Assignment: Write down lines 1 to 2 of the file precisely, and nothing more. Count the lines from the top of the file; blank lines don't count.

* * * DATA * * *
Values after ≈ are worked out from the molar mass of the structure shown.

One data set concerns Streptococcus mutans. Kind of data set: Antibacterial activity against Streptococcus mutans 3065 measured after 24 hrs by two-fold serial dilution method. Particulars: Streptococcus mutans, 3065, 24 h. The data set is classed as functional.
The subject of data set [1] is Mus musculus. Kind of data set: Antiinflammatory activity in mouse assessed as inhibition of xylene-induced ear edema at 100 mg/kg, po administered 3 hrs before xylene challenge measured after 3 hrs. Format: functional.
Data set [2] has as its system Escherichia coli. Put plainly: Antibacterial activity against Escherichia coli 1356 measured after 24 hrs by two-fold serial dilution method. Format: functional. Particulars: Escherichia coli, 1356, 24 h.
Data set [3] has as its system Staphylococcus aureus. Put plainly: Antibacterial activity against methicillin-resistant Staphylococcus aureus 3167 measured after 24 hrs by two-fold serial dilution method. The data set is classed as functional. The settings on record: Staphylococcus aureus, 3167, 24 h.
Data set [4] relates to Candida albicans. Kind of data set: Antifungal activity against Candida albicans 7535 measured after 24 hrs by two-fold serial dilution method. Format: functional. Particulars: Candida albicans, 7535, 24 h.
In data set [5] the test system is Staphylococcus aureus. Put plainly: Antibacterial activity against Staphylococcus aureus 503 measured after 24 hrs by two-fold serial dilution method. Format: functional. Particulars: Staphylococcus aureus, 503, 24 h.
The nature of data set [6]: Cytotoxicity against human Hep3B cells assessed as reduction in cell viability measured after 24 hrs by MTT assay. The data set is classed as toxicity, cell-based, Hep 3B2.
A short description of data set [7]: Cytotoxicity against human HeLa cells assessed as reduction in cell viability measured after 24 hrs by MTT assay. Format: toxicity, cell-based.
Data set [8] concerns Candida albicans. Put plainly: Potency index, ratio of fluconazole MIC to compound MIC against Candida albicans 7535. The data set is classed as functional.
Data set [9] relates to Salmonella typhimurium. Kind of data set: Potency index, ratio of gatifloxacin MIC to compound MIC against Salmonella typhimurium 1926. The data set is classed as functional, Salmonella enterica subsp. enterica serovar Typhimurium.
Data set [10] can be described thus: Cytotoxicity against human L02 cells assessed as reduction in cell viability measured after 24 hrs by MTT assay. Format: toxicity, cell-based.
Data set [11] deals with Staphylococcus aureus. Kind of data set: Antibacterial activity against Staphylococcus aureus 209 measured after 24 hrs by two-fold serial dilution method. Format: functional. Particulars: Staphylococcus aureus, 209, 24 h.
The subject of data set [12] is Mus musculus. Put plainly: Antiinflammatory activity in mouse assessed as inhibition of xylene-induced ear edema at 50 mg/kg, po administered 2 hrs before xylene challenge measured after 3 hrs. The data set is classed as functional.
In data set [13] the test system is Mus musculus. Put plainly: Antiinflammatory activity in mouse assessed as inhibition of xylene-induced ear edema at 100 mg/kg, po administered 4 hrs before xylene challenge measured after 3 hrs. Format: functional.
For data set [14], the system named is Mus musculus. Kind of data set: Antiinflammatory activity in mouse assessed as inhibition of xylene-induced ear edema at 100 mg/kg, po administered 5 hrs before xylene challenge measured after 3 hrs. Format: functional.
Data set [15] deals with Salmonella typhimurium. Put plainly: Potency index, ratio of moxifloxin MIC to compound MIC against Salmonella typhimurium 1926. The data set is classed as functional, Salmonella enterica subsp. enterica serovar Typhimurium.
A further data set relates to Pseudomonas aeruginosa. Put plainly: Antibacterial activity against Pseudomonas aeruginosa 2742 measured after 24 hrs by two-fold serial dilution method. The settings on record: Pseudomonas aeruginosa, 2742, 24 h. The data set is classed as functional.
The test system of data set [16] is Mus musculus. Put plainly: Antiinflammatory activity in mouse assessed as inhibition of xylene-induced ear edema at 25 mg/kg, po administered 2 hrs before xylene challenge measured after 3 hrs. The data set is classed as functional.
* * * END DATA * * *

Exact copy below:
Values after ≈ are worked out from the molar mass of the structure shown.

One data set concerns Streptococcus mutans. Kind of data set: Antibacterial activity against Streptococcus mutans 3065 measured after 24 hrs by two-fold serial dilution method. Particulars: Streptococcus mutans, 3065, 24 h. The data set is classed as functional.